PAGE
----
Picasso combines the simplification of compositional devices with classical traditions in order to create an entirely new lineage of image.
But this painting is more than just another picture of the poor. Much of the critique about the tradition of European painters painting the poor dissipates in the face of the fact that Picasso had himself been having financial troubles when he made The Old Guitarist. The young artist Picasso was at a point in his career where he had no real patrons or collectors in France or Spain. He was prolific and was recognized but he had not yet found favor.
During this time, he was so poor that he had to burn many of his paintings just to keep the room warm. Often, he painted over paintings because he couldn’t afford to buy new canvases. It’s for this reason that this period saw him produce so many drawings. For this reason, it is not difficult to imagine The Old Guitarist as an allegory of the artist’s own strife.
Because of his own brush with poverty, Picasso could relate to those suffering a similar fate.
The bony old man cradles his guitar in a way that makes it seem sacred. Clearly, the man depends on it as a means of survival. The old man is literally and figuratively leaning on the guitar. It is his only hope. In the painting, the old man seems so enthralled by the sound of his guitar that he may momentarily forget about his pain and hunger.
It isn’t just the capable command of form that makes this painting iconic, but its ability to harmonize that with the subject matter. Because there are two main points of interest in the painting, that is the head and the guitar, the viewer can easily consider the subject as both the guitarist and the guitar.
The guitar takes up a large symbolic space as well as physical in the artwork.
While it would make sense to imagine it emitting a sad sound, the guitar carries an ambiguous sense of sadness. The old man seems to have next to nothing. Not even untorn clothes or a seat to sit on. The viewer is given enough information to understand the depths that he has sunk to. But he still has his guitar and in the case of this painting, that could mean he still has hope.
Because of its universality, this hope is the most profound connection between the viewer, the artist, and the artwork. The hope The Old Guitarist evokes is itself a thing of beauty. Laboring over this painting, the artist demonstrated his own sense of hope in a moment of darkness. Essentially both men are artists and even in their isolation, they expose themselves to us the viewer imploring us to see their art, empathize and help them.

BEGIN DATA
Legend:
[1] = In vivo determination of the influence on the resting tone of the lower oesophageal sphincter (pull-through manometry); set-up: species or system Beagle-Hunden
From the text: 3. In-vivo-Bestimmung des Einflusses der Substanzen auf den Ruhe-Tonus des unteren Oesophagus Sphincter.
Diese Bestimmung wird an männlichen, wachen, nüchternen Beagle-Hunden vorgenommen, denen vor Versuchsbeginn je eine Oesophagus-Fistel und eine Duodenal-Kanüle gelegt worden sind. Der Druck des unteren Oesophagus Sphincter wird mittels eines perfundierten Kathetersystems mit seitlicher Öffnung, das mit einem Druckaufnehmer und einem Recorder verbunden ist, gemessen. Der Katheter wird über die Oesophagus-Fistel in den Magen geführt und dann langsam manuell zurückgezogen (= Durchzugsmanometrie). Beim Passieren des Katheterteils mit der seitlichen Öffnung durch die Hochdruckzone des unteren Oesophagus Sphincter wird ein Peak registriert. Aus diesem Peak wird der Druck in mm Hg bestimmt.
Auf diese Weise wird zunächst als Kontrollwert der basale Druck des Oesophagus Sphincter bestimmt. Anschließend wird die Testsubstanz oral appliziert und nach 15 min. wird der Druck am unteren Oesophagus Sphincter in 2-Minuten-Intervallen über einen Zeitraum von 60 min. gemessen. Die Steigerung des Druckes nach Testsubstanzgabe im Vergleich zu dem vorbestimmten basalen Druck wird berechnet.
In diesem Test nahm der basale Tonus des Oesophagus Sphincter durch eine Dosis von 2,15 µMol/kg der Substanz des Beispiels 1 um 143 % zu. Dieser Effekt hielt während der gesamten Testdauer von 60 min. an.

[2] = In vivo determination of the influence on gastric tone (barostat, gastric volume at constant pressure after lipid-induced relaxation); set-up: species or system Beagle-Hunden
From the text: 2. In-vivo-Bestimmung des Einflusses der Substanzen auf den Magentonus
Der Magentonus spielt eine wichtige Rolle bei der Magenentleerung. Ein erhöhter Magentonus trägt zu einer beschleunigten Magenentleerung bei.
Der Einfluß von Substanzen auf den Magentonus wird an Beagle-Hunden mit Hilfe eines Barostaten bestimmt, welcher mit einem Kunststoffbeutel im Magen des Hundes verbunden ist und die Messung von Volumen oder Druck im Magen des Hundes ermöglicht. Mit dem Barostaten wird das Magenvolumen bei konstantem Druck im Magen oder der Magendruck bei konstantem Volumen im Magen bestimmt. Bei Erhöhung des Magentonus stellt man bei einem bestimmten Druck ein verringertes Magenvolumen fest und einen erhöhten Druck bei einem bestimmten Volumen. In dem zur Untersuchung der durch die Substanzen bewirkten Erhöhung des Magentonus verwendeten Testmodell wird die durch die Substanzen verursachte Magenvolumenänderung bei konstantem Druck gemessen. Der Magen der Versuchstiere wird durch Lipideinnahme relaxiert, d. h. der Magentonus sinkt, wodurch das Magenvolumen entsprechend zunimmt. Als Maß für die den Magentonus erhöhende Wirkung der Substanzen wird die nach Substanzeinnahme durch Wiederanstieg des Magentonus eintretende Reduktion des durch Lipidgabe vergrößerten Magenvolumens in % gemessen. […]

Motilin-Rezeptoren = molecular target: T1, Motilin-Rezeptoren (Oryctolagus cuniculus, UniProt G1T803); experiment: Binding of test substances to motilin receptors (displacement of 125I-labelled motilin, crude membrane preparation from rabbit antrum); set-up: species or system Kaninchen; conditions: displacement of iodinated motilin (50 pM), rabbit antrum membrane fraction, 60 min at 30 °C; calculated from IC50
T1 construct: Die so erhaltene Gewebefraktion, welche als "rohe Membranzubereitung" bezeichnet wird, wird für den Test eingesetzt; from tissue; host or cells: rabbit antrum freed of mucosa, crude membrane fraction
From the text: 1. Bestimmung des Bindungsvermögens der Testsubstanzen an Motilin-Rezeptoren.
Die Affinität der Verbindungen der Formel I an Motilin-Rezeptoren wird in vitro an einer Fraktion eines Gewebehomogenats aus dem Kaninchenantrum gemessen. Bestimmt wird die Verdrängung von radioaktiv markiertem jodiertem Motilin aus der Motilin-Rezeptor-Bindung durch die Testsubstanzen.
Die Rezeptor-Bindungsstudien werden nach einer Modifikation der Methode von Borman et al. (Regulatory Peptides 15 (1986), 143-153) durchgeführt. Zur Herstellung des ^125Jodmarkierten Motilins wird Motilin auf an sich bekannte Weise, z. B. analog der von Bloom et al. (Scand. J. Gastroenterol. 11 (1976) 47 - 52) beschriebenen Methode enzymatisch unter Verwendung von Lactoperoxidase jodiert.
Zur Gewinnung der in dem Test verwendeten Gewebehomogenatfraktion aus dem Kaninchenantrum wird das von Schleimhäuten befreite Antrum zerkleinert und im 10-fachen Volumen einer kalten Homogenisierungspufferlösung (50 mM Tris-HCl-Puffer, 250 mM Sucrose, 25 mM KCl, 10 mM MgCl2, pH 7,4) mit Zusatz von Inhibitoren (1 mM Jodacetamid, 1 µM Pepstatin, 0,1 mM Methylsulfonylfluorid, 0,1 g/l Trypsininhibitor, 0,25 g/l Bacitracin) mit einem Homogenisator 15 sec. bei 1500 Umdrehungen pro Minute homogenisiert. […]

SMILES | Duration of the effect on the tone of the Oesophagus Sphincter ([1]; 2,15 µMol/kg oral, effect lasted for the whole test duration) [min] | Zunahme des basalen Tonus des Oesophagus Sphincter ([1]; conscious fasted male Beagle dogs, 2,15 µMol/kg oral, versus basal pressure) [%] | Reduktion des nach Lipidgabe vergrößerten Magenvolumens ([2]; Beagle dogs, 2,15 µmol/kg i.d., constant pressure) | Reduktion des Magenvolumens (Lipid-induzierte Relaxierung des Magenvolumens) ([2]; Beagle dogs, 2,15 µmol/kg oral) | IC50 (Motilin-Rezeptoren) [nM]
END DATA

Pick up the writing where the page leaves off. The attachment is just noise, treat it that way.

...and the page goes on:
The old man is extremely thin and has abnormally long fingers. His body seems to have been stretched and deformed by suffering and hunger. His clothes are tattered and torn exposing his shoulder and other parts of the body. Closer inspection discerns that the bones on his legs are standing out. Looking at the painting from another angle, it is clearer to see that the old man’s eyes are closed and his mouth is open. These features, particularly in The Old Guitarist connote a languid expression of suffering.
Because of the layered way in which the artist has treated the structure of this painting, it is possible that there are some things that have gone undetected.
This may pertain to aspects of the painting which are difficult to rationalize or appreciate like the foot on the bottom left-hand side of the painting which is awkwardly positioned so it falls right off the edge of the painting.
Examining Picasso’s engagement with lightness and darkness in this image produces further illuminations.
The light source of this painting seems to be emanating from the gloomy moon and his key features are contoured by the lunar light. The signature sits on the other end of the spectrum. Its dark value is enmeshed on a dark background that appears vivid enough to be seen without competing with the image.
Researchers revealed that there were two to three sketches or unfinished paintings underneath The Old Guitarist, after conducting an x-ray of it. The paintings underneath were eventually deciphered in 2001 by researchers from the Art Institute of Chicago. The most perceivable of these underpaintings is an image of a seated woman with her head facing left. But the infrared technology showed another image of a young woman’s face and neck looking to the right. There is also perceivably the feet, torso, and profile of a child at one of these women’s feet.
The fact that Picasso even had to paint over some of his old paintings is proof that the artist was penniless.